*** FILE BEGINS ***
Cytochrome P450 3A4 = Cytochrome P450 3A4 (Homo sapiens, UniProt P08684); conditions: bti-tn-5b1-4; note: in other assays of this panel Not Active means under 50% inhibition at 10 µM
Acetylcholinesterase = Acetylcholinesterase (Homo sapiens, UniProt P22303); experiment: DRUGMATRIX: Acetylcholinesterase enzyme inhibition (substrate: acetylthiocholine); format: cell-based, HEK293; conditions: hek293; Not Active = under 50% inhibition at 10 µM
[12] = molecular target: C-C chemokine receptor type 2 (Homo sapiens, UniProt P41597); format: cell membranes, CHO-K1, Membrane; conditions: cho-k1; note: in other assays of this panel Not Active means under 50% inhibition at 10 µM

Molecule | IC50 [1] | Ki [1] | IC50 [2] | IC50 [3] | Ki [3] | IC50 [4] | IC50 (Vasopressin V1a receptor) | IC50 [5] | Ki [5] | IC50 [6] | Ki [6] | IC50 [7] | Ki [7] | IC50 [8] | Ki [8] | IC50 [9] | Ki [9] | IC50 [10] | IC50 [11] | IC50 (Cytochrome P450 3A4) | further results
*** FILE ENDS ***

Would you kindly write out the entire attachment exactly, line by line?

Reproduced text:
Cytochrome P450 3A4 = Cytochrome P450 3A4 (Homo sapiens, UniProt P08684); conditions: bti-tn-5b1-4; note: in other assays of this panel Not Active means under 50% inhibition at 10 µM
Acetylcholinesterase = Acetylcholinesterase (Homo sapiens, UniProt P22303); experiment: DRUGMATRIX: Acetylcholinesterase enzyme inhibition (substrate: acetylthiocholine); format: cell-based, HEK293; conditions: hek293; Not Active = under 50% inhibition at 10 µM
[12] = molecular target: C-C chemokine receptor type 2 (Homo sapiens, UniProt P41597); format: cell membranes, CHO-K1, Membrane; conditions: cho-k1; note: in other assays of this panel Not Active means under 50% inhibition at 10 µM

Molecule | IC50 [1] | Ki [1] | IC50 [2] | IC50 [3] | Ki [3] | IC50 [4] | IC50 (Vasopressin V1a receptor) | IC50 [5] | Ki [5] | IC50 [6] | Ki [6] | IC50 [7] | Ki [7] | IC50 [8] | Ki [8] | IC50 [9] | Ki [9] | IC50 [10] | IC50 [11] | IC50 (Cytochrome P450 3A4) | further results